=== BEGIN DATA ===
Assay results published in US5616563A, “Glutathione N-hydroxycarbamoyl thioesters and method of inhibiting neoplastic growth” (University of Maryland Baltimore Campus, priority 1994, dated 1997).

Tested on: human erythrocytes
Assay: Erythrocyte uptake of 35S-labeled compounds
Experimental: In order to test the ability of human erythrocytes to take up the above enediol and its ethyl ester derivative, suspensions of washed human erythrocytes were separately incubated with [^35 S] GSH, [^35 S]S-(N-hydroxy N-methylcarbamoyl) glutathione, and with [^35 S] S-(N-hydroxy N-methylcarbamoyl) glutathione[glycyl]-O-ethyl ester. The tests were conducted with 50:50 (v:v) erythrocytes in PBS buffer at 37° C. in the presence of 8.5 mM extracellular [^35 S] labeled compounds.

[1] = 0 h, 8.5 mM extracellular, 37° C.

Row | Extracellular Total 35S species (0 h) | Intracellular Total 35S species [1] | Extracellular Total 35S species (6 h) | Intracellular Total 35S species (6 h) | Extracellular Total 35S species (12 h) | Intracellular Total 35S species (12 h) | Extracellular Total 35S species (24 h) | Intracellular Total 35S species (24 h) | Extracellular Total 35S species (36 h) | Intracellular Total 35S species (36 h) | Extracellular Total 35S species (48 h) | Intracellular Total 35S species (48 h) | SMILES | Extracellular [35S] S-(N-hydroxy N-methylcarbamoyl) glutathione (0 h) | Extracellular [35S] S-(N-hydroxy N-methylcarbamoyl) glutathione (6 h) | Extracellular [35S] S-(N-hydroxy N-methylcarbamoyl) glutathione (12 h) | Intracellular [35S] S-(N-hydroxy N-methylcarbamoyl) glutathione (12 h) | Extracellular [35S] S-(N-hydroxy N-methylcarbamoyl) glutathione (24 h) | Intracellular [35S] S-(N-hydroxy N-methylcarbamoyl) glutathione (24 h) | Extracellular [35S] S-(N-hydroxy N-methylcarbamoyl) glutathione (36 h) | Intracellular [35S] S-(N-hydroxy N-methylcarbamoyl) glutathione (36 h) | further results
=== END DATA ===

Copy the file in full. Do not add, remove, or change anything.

Assay results published in US5616563A, “Glutathione N-hydroxycarbamoyl thioesters and method of inhibiting neoplastic growth” (University of Maryland Baltimore Campus, priority 1994, dated 1997).

Tested on: human erythrocytes
Assay: Erythrocyte uptake of 35S-labeled compounds
Experimental: In order to test the ability of human erythrocytes to take up the above enediol and its ethyl ester derivative, suspensions of washed human erythrocytes were separately incubated with [^35 S] GSH, [^35 S]S-(N-hydroxy N-methylcarbamoyl) glutathione, and with [^35 S] S-(N-hydroxy N-methylcarbamoyl) glutathione[glycyl]-O-ethyl ester. The tests were conducted with 50:50 (v:v) erythrocytes in PBS buffer at 37° C. in the presence of 8.5 mM extracellular [^35 S] labeled compounds.

[1] = 0 h, 8.5 mM extracellular, 37° C.

Row | Extracellular Total 35S species (0 h) | Intracellular Total 35S species [1] | Extracellular Total 35S species (6 h) | Intracellular Total 35S species (6 h) | Extracellular Total 35S species (12 h) | Intracellular Total 35S species (12 h) | Extracellular Total 35S species (24 h) | Intracellular Total 35S species (24 h) | Extracellular Total 35S species (36 h) | Intracellular Total 35S species (36 h) | Extracellular Total 35S species (48 h) | Intracellular Total 35S species (48 h) | SMILES | Extracellular [35S] S-(N-hydroxy N-methylcarbamoyl) glutathione (0 h) | Extracellular [35S] S-(N-hydroxy N-methylcarbamoyl) glutathione (6 h) | Extracellular [35S] S-(N-hydroxy N-methylcarbamoyl) glutathione (12 h) | Intracellular [35S] S-(N-hydroxy N-methylcarbamoyl) glutathione (12 h) | Extracellular [35S] S-(N-hydroxy N-methylcarbamoyl) glutathione (24 h) | Intracellular [35S] S-(N-hydroxy N-methylcarbamoyl) glutathione (24 h) | Extracellular [35S] S-(N-hydroxy N-methylcarbamoyl) glutathione (36 h) | Intracellular [35S] S-(N-hydroxy N-methylcarbamoyl) glutathione (36 h) | further results